Gold hits 2-wk high as Fed rate outlook weighs on dollar
By Sethuraman N R
(Reuters) - Gold prices hit a two-week high on Monday as the dollar slumped to near 6-week lows after the U.S. Federal Reserve's dovish outlook on the pace of rate increases this year continued to disappoint dollar bulls.
Spot gold rose 0.5 percent to $1,234.60 per ounce by 0735 GMT, after earlier touching $1,235.50 an ounce, its highest since March 6.
U.S. gold futures gained 0.3 percent to $1,234.10.
The dollar index, which measures the greenback against a basket of currencies, was down 0.3 percent at 100.040, after hitting a low of 100.020, its worst since Feb. 7.
Gold prices have rebounded more than $35 from its low hit before the policy decision to boost rates last Wednesday, while the dollar has fallen 1.7 percent from its high of 101.71 hit the same day.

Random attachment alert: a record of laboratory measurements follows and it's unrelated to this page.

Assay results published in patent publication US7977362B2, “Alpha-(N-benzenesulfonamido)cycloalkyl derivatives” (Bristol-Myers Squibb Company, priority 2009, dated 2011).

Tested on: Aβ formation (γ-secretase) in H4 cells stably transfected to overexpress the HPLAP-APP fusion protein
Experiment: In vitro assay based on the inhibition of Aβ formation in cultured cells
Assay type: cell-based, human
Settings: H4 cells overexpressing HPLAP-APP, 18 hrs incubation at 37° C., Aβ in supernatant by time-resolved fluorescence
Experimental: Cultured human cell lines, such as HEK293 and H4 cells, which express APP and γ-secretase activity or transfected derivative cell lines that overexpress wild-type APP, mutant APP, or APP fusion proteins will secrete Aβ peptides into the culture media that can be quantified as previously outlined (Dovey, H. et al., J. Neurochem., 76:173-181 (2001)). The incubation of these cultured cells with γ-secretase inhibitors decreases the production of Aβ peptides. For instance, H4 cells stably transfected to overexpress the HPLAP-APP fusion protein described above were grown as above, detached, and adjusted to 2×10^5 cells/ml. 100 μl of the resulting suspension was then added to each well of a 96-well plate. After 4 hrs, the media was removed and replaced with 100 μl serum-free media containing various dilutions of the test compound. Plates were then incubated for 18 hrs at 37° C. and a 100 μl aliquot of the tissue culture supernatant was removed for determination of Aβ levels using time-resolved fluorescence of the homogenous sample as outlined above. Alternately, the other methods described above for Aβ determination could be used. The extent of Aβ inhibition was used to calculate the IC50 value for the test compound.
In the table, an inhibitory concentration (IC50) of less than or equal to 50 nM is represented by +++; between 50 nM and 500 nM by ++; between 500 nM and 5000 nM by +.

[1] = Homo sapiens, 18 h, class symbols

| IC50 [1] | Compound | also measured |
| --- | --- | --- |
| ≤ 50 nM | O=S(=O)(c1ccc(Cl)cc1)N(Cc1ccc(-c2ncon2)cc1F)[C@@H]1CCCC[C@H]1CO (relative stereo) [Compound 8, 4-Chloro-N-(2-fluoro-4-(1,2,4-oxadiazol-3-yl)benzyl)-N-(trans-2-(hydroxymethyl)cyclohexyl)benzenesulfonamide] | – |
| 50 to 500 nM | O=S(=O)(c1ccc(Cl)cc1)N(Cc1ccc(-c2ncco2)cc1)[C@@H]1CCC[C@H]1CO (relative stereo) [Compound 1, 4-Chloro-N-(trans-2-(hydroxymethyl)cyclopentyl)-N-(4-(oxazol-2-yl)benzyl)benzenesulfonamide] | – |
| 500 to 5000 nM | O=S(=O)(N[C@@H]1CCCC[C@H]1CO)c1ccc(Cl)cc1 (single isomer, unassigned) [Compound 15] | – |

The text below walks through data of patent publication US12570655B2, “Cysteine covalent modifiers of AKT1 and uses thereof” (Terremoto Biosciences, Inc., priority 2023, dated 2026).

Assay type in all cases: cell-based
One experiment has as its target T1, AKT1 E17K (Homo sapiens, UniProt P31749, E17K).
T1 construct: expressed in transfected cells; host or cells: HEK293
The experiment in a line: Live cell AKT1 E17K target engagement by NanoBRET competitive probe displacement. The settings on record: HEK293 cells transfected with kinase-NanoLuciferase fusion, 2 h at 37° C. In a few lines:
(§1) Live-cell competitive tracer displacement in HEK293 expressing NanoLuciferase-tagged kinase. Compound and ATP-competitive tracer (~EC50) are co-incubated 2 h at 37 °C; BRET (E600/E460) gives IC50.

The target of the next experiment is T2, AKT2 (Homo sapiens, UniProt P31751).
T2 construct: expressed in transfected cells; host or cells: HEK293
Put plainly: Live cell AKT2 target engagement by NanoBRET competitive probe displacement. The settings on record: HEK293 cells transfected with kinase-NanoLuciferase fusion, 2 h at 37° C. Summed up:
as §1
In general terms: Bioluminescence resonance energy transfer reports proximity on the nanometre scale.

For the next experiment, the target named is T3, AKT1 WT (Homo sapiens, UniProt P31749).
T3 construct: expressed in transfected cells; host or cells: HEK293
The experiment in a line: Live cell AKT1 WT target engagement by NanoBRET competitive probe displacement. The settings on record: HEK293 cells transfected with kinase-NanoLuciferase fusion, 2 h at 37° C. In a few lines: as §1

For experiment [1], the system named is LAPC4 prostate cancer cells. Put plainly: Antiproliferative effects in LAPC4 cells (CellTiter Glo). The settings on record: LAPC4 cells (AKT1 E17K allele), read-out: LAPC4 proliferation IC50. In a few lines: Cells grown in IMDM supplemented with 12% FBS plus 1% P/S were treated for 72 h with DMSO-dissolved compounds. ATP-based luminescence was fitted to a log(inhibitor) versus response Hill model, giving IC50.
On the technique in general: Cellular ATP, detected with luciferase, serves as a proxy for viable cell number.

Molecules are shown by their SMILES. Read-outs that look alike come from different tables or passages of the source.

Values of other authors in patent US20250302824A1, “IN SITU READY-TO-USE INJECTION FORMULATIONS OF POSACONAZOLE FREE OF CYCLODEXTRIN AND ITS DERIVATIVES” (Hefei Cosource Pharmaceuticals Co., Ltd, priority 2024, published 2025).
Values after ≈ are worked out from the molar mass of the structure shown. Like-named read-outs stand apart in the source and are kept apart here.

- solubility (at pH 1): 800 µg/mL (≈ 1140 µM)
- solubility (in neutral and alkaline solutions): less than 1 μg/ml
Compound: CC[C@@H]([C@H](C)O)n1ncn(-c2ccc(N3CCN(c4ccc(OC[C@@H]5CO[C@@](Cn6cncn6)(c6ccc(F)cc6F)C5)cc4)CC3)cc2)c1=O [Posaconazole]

Fed Chair Janet Yellen's cautious guidance last week has investors pricing in almost no chance of another rate rise at the next policy meeting in May, and is seen rising to around 50-50 for June. [FEDWATCH]
"The market was geared for a hawkish FOMC and the Fed was really dovish. There was a lot of short-covering. People are now putting gold back on the plate and are more comfortable," a Hong Kong-based precious metals trader said.
"The dollar is weaker across the board ... It's pushing gold higher ... a pure technical buying." Continued...